EGU2020-12863
https://doi.org/10.5194/egusphere-egu2020-12863
EGU General Assembly 2020
© Author(s) 2020. This work is distributed under
the Creative Commons Attribution 4.0 License.

The role of fault offset in induced seismicity potential

Victor Vilarrasa1,2, Francesco Parisio3, Roman Makhnenko4, Haiqing Wu2,5, and Iman Rahimzadeh Kivi6
Victor Vilarrasa et al.
  • 1Consejo Superior de Investigaciones Científicas, IDAEA-CSIC, Barcelona, Spain (victor.vilarrasa@idaea.csic.es)
  • 2Associated Unit: Hydrogeology Group (UPC-CSIC), Barcelona, Spain
  • 3Chair of Soil Mechanics and Foundation Engineering, Technische Universitaet Bergakademie Freiberg, Germany
  • 4Department of Civil & Environmental Engineering, University of Illinois at Urbana-Champaign, USA
  • 5Department of Civil and Environmental Engineering (DECA), Universitat Politècnica de Catalunya (UPC), Barcelona, Spain
  • 6Department of Petroleum, Gas and Petrochemical Engineering, Shahid Chamran University of Ahvaz (SCU), Ahvaz, Iran

Geological media is envisioned as a strategic resource to store large volumes of CO2 and mitigate climate change. Geo-energy applications, such as geologic carbon storage, geothermal energy, and subsurface energy storage, involve injection and extraction of fluids that cause pressure diffusion. Pore pressure changes may induce seismicity, especially in faults that intersect the injection formation or are hydraulically connected with it. We numerically study with finite element analysis of coupled hydro-mechanical conditions how fault stability is affected by fluid injection into a porous aquifer that is overlaid and underlain by low permeability clay-rich formations. We model a layered sedimentary basin with alternating soft and low permeability with stiff and high permeability formations and include the crystalline basement at the bottom. Additionally, a low permeability steep fault, whose offset ranges from zero to the reservoir thickness, crosses the system. We consider a normal faulting stress regime typical of extensional environments. Simulation results show that the reservoir pressurization as a result of fluid injection causes significant stress changes around the fault that affect its stability. The stress changes depend on the stiffness of the rock juxtaposed to the pressurized reservoir. If there is no offset, the rock is stiff on both sides of the fault, inducing a homogeneous horizontal total stress increase along the thickness of the reservoir. As a result, the deviatoric stress becomes smaller and the induced seismicity potential is low. As the fault offset increases, some part of the base rock gets juxtaposed to the pressurized reservoir. The soft base rock deforms more than the reservoir rock in response to the reservoir expansion, inducing a lower horizontal total stress. Thus, fault stability reduces when the pressurized reservoir rock is juxtaposed with the softer base rock. This finding shows that the induced seismicity potential may increase with the fault offset.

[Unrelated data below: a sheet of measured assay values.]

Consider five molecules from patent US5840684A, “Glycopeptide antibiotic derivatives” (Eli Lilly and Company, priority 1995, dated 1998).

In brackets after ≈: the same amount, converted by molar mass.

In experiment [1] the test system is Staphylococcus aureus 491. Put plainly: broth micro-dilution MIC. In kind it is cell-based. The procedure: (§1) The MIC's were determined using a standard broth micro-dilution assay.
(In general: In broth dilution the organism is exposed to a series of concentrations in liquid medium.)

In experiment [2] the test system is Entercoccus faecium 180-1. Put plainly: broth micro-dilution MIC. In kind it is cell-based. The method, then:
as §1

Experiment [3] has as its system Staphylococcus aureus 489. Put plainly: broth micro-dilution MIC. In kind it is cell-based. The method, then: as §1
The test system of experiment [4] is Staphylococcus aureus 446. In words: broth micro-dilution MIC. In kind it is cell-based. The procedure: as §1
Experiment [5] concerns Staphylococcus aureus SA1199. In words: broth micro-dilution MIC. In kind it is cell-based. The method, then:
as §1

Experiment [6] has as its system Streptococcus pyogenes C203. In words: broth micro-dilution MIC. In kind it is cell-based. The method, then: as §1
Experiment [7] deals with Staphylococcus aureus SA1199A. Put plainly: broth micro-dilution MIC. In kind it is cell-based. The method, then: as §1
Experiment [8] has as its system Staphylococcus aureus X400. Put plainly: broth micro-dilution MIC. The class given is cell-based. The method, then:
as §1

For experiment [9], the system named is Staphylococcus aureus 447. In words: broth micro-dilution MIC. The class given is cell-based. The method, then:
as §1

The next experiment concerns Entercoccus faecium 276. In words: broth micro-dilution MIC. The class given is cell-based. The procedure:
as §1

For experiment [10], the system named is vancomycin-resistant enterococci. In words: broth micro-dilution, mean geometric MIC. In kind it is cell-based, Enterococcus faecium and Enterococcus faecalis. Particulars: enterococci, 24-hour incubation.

How to cite: Vilarrasa, V., Parisio, F., Makhnenko, R., Wu, H., and Rahimzadeh Kivi, I.: The role of fault offset in induced seismicity potential, EGU General Assembly 2020, Online, 4–8 May 2020, EGU2020-12863, https://doi.org/10.5194/egusphere-egu2020-12863, 2020

Comments on the presentation

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Presentation version 1 – uploaded on 30 Apr 2020
  • CC1: Comment on EGU2020-12863, Nikita Bondarenko, 07 May 2020

    Hello!

    Thank you very much for interesting presentation. I have a few questions and appreciate if you answer it. I wonder about the reason why shear-normal stress ratio is higher for offset of half reservoir rather than for full reservoir offset. It seems to me that pressurization should be higher for full offset and it should provide the highest value for shear-normal stress ratio. What is the reason for higher value for shear-normal stress ratio in case of half reservoir offset? Does it means that half offset fault have higher potential for induced seismicity than full offset?

    Thank you!

    • AC1: Reply to CC1, Victor Vilarrasa, 12 May 2020

      Dear Nikita,

       

      Thank you very much for your interest. The maximum shear stress to effective normal stress ratio is similar in both the half offset and the full offset. Additionally, the portion of the fault with a ratio higher than the typical fault strength, i.e., shear stress to effective normal stress ratio equal to 0.6, is larger for the full offset case than the half offset. As a result, since earthquake magnitude scales with the rupture area, the induced seismicity is expected to have a higher magnitude in the full offset than the half offset.

      You should also take into account that fault stability is not only affected by pore pressure changes, but also by poromechanical stress changes, which depend on the stiffness of the rock placed on the other side of the pressurized fault. You can find more details in Vilarrasa et al. (2016), Journal of Rock Mechanics and Geotechnical Engineering.

      I hope I've clarified your doubt, if not, just write another comment.

      Best wishes,

      Víctor